Miami Marlins Ballpark Construction is 90 Percent Complete

Several sections of the stadium are already sold out.

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    NEWSLETTERS

    With opening day less than four months away, the Miami Marlins ballpark construction is 90 percent complete and on-schedule, team officials said Tuesday.

    With opening day less than four months away, the Miami Marlins ballpark construction is 90 percent complete and on-schedule, team officials said Tuesday.

    "The project is on-time, on-budget and continues to exceed all local employment goals," said David Samson, Miami Marlins president.

    November and December have also marked record-breaking ticket sales. The Marlins have had to add phone lines to accommodate the high call volume and have also had to extend their employee work hours, Samson said.

    Several sections of the ballpark are sold out, including the MVP Suites, Diamond Club seats and Championship Suites. Only 20 of 296 seats still remain behind the first and third base areas, Perrina said.

    The team said they expect to have their certificate of occupancy in a few weeks, and will be allowed to begin holding events at the ballpark when they get it.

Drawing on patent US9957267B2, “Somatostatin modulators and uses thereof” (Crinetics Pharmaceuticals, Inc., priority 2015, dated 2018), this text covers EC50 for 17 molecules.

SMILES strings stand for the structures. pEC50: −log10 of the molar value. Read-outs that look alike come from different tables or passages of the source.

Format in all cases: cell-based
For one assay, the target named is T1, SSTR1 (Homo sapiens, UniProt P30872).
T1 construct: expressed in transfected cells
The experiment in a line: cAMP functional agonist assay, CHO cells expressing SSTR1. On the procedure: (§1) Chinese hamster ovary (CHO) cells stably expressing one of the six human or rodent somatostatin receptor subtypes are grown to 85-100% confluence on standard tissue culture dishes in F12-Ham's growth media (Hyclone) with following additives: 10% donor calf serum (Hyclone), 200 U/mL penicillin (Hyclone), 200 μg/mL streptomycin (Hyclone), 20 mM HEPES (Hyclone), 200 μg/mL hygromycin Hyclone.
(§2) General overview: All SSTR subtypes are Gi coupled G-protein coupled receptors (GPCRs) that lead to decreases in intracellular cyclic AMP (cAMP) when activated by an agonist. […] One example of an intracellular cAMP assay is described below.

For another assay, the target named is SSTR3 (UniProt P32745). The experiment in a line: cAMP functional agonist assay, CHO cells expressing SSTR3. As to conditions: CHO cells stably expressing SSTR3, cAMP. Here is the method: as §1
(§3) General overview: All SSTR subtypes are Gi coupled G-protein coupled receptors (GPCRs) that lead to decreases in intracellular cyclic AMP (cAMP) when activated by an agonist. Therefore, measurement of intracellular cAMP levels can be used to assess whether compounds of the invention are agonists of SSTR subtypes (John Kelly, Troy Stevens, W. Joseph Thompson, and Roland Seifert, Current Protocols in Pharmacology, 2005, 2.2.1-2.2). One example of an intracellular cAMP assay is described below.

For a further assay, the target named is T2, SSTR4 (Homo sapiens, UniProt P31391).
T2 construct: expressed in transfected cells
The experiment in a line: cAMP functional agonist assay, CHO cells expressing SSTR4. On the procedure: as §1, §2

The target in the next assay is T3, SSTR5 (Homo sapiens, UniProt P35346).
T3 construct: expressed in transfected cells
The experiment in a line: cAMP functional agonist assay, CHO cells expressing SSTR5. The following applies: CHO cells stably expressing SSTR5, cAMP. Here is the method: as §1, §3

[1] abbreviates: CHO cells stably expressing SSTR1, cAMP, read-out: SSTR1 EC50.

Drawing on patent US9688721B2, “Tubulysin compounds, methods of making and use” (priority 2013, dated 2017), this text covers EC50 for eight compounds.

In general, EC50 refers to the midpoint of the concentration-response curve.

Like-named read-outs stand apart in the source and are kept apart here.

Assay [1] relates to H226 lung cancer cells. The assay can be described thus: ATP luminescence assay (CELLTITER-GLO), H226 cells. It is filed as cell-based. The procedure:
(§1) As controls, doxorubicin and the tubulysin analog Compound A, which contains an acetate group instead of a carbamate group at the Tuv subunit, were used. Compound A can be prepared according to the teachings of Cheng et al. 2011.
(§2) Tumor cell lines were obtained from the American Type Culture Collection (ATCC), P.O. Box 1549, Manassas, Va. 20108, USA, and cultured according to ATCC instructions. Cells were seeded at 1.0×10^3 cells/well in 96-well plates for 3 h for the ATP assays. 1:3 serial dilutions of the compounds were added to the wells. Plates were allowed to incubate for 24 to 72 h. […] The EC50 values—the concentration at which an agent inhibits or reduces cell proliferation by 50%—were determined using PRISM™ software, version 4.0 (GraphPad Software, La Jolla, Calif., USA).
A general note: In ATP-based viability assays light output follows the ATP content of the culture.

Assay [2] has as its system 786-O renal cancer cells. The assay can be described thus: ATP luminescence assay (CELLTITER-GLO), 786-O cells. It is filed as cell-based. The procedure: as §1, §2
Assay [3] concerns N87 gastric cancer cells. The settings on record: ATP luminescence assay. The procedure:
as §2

On Tuesday, the media was invited to take a tour and check out the progress of the construction for the last time before Opening Day, slated for April 4.

    The Marlins will also announce which food and beverage brands will be available at the ballpark through their Taste of Miami partners.

    Sid Perkins, head of construction for the Marlins, led the tour and said the next step was to put a foot of sand and sod on the field, and then the baseball diamond would be ready.

    Claude Delorme, the vice president of construction, said most people will come through the west entrance, where work has started.

    The garages of the $650 million project have been a point of contention with the City of Miami because officials say they will have to foot the bill for the property taxes while the team profits.

    Meanwhile, the Securities and Exchange Commission has sent subpoenas to the Marlins, the City of Miami, and Miami-Dade County, demanding all the records having to do with the financing deal hammered out between the parties to construct the stadium at the former Orange Bowl site in Little Havana.

    When asked about the SEC investigation, Samson was tight-lipped and said a statement had already been issued on that.  An aide standing nearby told reporters asking questions about the investigation that they were there just for a ball park tour.